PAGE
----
Fasten your seatbelts, inflation is here
THE Malaysia Consumer Price Index (CPI) for March was a surprise as the headline 1.7% reading was ahead of market forecast of a 1.6% jump.
As we are now into the second quarter, it is likely that inflation reading will be elevated as Bank Negara has highlighted this fact.
According to the central bank, during this period, inflation will turn ugly mainly due to the low base effect from last year. Bank Negara also has guided that headline inflation this year would average between 2.5% and 4% but core inflation, which excluded most volatile items of fresh food and administered prices of goods and services, would remain subdued at between 0.5% and 1.5%.
Why is rate of inflation accelerating?
For example, just looking at the Brent crude oil price and retail pump prices in the second quarter of of 2020 and this year, prices of Brent crude have almost doubled while RON95 presently retails at RM2.05 per litre, although capped, is almost 50% higher than a year ago.
The transport sector has a 14.6% weight on the CPI and hence, a 50% rise in fuel prices on a year-on-year (y-o-y) basis will indeed cause inflation readings to go out of whack in the coming months.
For March 2021, the transportation segment alone saw a 9.8% y-o-y increase.
In fact, the phenomenon is not restricted to Malaysia alone, CPI is expected to rise across the world, driven not only by higher pump prices due to the low base effect, but the rise in the prices of raw materials, commodities and input.
As a result, even the Producer Price Index (PPI) has turned positive in most economies and set to rise even further in the coming months.
In the United States, the recent reading of both the CPI and PPI was at 2.6% and 4.2% y-o-y respectively. Both the CPI and PPI increases were the strongest in nine years.
Out of China, the latest CPI showed an increase of a modest 0.4% while PPI surged by 4.4% y-o-y last month, with PPI producer surging by as much as 5.8% y-o-y.
For the United States, driving the hike in the March CPI, which was above expectations, was the gasoline index, which rose by 9.1% in March and accounting to nearly half of the CPI jump in March.
Minus the energy and food, in what is referred to as core CPI, the rate of increase came in at 1.3%, a figure which was seen to be within expectations.
The Fed is watching the core Personal Consumption Expend-iture (PCE) price index.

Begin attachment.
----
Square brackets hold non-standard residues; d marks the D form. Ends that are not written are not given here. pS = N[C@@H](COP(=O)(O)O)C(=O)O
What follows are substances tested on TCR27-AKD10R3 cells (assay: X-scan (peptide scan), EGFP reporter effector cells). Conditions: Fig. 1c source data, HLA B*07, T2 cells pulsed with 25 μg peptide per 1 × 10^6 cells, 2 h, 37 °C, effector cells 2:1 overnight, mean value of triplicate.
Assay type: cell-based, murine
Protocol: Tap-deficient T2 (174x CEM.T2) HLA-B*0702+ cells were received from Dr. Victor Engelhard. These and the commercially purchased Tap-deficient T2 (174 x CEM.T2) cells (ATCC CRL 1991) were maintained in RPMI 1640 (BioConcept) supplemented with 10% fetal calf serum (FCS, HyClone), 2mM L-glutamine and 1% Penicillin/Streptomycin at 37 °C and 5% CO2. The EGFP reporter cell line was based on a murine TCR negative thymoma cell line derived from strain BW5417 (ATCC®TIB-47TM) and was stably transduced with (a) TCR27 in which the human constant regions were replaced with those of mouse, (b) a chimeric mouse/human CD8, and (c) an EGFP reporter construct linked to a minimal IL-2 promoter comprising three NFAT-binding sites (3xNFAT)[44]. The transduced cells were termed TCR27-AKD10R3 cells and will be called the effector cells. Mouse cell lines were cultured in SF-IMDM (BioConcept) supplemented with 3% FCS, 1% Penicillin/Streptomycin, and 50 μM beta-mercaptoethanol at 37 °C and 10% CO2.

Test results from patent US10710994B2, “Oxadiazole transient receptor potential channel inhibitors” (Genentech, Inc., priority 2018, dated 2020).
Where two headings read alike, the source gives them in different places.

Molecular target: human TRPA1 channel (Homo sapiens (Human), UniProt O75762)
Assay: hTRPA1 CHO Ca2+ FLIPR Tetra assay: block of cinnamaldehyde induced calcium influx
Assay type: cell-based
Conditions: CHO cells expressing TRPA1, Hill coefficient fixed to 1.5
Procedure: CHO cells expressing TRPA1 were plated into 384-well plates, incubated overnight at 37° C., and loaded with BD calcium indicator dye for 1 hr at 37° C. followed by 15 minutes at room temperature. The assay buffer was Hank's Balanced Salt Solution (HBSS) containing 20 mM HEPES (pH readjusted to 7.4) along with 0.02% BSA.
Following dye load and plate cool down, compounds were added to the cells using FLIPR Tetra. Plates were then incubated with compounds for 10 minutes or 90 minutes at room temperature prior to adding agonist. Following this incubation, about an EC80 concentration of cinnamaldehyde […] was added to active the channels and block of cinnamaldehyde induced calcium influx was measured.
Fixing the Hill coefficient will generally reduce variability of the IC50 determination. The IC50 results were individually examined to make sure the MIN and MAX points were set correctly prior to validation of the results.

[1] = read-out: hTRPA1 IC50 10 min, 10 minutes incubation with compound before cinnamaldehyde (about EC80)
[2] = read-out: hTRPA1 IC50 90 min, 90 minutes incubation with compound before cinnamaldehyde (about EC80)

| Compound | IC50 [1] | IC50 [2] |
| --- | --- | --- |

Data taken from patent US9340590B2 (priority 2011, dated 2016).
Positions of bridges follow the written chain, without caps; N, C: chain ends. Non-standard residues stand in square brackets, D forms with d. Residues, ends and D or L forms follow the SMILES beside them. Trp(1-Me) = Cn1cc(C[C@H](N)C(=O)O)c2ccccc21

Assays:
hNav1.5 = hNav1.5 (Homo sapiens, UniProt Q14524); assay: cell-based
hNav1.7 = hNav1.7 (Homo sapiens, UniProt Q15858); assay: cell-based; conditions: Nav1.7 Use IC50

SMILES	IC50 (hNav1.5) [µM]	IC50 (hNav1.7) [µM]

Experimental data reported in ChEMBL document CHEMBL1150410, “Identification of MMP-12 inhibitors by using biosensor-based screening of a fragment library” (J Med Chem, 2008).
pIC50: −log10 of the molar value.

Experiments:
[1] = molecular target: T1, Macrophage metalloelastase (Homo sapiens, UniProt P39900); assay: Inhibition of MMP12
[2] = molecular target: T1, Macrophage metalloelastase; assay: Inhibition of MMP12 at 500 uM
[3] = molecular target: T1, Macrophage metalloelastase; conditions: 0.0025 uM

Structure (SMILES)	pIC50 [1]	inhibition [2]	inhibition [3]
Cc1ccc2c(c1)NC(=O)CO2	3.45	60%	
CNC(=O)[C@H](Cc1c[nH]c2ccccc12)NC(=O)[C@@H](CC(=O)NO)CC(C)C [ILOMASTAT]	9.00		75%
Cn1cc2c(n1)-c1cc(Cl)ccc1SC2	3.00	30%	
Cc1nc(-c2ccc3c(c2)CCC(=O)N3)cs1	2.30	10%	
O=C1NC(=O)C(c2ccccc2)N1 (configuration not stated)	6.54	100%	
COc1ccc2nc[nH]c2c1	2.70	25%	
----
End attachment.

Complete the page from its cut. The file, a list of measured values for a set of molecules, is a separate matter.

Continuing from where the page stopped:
The PCE is broad-based as it takes into account what businesses are selling, substitution effect and as well as weight effect of items in the index.
The target for the Fed is 2% for the core PCE and the last reading in February, the core PCE came in at 1.41%. Hence, if we take the core CPI in February at 1.53%, the core PCE is lower by about 12 basis points (bps).
Historically, the core PCE is always lower than the core CPI by about 30 bps. While we may see core PCE rising over the next few months, the challenge is to understand the drivers of the increase.
Is inflation demand pull or cost push?
Before answering the question as to whether the inflation data is demand pull or cost push, economists would first consider whether the data is driven by the base effect phenomenon.
We could all agree that due to the pandemic outbreak in early March 2020 and the significant knock-on impact coming from lockdowns and economic shutdowns, most economic data points were depressed either in March 2020 or the subsequent months, especially in the second quarter of 2020.
Even oil prices, at least as far as the futures market was concerned, went into negative price – something that nobody would think could ever occur.
Hence, to a large extent, the base effect is going to play havoc in a lot of economic data points, be it inflation, GDP, export numbers and retail sales. This was rather evident when China released its first quarter GDP data that showed the economy expanding by 18.3% compared with a year ago.
The inflationary pressure today could lead to a demand pull inflation on several counts.
First, especially in the United States, are the pay cheques that were dished out last month. This is fuelling demand at the consumers’ end where it is driving not only retail sales but also consumption of goods and services and large ticket items like homes and cars.
Second, although we may be in the new wave of Covid-19 pandemic globally.
In the United States, the successful inoculation programme, is causing a pent-up demand for good and services too as the general population feels that their lives are back to “normal” and are willing to spend. This demand pull inflation could cause prices to increase and thus, lead to higher inflation in the coming months.
As mentioned earlier, the increase in the PPI too is worrying and it is more so due to the rise in raw material prices, perhaps soon-to-be tighter labour market as well.